The Memphis Grizzlies are the No. 2 seed in the Western Conference with a 35-22 record at the 2023 All-Star break. The Grizzlies were 31-13 at one point, but they lost eight of nine games before rallying with three wins out of four entering the break. Some key injuries have hurt Memphis at times, and this team has some question marks to address in order to be a legitimate NBA title contender as this season comes down the home stretch.

It was reported that the Grizzlies offered four first-round picks for Brooklyn Nets forward Mikal Bridges after the Kevin Durant trade, but nothing came to fruition. Memphis did add an ancillary piece in Luke Kennard from the Los Angeles Clippers to help boost the offense, which is where a concern of this team lies. While the Grizzlies are one of the best defensive teams in the NBA, led by Defensive Player of the Year candidate Jaren Jackson Jr., the offense is not nearly as strong. 

Even with the explosive Ja Morant leading the way, Memphis’ offense is in the middle of the pack in terms of efficiency. The Grizzlies’ 34.5% shooting from 3-point range is just 24th, so they clearly need more offensive juice to win a title.

Grizzlies flaw: Subpar half-court offensive execution

With Morant as the star, the Grizzlies inevitably thrive in a fast-paced, run-and-gun style. Morant is arguably the fastest player in the NBA, and he creates many opportunities through his sheer acceleration and quickness. Memphis is third in fast-break points this year, with an average of 17.6 points per night.

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The problem with relying heavily on transition baskets is adjusting to a slower-paced and physical game in the postseason. In the Grizzlies’ second-round matchup against the Golden State Warriors last year, there were a couple of contests in the six-game series in which Golden State scratched and clawed for the win. Memphis could have stolen Game 1 or Game 4, but the lackluster execution when defenses are set remains a massive question mark with this squad.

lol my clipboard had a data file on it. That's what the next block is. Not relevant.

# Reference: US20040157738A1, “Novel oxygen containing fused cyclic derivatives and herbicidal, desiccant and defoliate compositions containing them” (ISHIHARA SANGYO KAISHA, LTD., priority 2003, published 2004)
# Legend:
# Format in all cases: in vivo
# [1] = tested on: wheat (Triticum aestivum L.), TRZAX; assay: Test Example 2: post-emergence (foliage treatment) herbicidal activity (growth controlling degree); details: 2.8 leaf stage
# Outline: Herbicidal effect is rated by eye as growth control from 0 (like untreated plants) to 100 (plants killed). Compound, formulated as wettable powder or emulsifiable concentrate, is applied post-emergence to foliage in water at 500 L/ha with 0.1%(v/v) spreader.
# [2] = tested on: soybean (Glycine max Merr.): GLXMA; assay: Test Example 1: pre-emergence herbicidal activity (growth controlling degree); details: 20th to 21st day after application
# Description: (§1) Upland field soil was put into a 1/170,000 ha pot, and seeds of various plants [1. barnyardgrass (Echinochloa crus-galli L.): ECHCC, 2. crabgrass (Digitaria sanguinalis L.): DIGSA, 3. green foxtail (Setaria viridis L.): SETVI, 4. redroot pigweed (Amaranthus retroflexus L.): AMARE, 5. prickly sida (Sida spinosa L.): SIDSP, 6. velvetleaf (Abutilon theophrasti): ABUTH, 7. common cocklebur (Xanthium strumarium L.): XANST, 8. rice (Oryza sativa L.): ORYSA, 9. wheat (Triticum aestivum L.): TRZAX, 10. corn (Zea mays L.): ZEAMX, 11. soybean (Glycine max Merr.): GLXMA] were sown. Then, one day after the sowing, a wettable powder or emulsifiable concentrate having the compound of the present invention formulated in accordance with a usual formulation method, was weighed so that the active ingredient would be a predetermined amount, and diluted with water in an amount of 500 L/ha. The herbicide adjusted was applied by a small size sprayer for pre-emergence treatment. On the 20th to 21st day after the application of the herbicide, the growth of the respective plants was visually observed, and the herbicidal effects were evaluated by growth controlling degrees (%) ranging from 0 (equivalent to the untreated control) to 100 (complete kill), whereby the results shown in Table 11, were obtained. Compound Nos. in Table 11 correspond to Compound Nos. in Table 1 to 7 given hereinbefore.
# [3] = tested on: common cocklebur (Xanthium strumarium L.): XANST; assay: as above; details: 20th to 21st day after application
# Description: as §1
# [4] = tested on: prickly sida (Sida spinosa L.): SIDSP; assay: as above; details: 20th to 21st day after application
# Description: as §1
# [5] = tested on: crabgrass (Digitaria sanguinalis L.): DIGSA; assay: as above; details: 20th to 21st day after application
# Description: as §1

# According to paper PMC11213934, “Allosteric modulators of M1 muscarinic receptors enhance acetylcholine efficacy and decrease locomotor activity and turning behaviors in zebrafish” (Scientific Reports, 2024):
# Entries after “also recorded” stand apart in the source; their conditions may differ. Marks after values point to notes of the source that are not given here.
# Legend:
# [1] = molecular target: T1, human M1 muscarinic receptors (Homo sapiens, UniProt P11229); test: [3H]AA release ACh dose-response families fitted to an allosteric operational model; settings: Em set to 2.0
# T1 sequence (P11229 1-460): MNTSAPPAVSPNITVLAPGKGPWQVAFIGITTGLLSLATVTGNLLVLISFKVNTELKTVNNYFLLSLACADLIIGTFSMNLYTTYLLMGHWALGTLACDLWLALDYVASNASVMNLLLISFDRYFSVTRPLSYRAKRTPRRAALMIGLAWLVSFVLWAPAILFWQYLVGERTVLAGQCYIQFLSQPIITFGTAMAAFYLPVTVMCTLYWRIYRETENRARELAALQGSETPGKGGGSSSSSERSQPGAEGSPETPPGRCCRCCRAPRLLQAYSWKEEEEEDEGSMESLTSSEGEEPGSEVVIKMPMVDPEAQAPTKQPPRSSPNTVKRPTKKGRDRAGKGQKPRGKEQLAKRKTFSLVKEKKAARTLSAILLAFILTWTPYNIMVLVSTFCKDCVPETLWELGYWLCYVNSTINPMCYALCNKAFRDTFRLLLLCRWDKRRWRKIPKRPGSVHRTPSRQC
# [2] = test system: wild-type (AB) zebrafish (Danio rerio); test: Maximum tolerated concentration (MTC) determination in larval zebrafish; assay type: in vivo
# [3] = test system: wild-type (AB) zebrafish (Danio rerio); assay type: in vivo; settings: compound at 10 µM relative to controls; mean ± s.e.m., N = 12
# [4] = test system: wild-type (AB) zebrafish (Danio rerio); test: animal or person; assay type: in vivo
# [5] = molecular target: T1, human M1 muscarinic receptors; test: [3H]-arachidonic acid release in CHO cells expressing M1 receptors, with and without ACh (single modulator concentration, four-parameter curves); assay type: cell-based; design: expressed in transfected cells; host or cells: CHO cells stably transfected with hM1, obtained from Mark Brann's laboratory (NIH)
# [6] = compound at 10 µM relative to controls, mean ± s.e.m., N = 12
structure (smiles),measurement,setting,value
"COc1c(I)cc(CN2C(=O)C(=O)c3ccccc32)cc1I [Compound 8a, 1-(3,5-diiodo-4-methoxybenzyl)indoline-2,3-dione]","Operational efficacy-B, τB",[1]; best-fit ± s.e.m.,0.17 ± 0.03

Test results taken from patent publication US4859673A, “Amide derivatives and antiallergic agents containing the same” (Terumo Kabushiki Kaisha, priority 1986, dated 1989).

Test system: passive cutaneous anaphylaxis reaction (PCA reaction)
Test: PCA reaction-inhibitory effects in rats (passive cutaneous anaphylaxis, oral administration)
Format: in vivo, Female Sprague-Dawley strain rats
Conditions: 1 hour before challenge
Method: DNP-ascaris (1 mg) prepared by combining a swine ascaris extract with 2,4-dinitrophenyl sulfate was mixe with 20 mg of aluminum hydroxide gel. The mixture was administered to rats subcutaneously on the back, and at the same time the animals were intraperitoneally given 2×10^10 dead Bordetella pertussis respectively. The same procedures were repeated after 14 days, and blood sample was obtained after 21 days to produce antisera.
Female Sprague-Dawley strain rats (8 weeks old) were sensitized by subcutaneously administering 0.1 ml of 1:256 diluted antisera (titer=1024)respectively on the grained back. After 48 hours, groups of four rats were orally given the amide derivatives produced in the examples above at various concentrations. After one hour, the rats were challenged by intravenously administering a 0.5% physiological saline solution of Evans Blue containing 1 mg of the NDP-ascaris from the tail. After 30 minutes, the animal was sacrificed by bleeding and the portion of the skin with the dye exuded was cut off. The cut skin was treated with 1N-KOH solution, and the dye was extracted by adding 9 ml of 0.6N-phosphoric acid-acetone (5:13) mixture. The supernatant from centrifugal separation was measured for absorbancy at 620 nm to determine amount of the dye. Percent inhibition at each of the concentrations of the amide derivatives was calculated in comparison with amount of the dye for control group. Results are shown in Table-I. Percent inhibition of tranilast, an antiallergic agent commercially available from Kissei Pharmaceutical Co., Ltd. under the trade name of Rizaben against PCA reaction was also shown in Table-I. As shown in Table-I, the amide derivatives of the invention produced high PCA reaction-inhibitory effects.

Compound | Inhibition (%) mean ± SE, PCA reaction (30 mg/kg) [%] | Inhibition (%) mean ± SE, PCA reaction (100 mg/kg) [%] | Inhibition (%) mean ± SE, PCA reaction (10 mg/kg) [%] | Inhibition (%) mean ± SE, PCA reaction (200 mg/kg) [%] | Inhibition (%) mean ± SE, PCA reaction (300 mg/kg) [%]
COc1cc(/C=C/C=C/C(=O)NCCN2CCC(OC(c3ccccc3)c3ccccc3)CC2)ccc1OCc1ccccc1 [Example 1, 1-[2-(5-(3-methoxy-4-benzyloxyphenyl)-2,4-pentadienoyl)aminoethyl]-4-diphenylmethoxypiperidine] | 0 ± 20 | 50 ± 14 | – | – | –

Since the Grizzlies’ defense is so stellar, their approach is to force their opponents to commit mistakes and pounce on them instantly. They are second in blocks and fourth in steals in the Association, but the problem is that other teams will commit lesser lapses in the postseason. Thus, their execution will lie solely on themselves, specifically their point guards, Ja Morant and Tyus Jones.

Morant is usually the initiator in the half court, and everyone else reacts based on his decision-making. There are some instances where Desmond Bane comes off pin-downs or Dillon Brooks chucks up a couple of 3-pointers, but other than that, their offensive schemes can be stagnant. Memphis ranks just 22nd in offensive efficiency in the half court, per Cleaning The Glass. 

The addition of Kennard will help the shooting problems and open up the floor a bit more in these half-court situations, but playing him means the defense suffers a bit. Moreover, the Grizzlies’ free-throw percentage is dead last in the NBA at 71.8%, which is two percentage points worse than the 29th-ranked franchise. That is a massive cause for concern in the playoffs because the pressure intensifies and the pace gets slower compared to the regular season, making those easy points so much more important. 

The Grizzlies have done a lot of talking and are clearly a good team, but they still need to walk the walk and prove they can really win when it matters. These playoffs will be a prime test for them in a Western Conference that got stronger ahead of the trade deadline.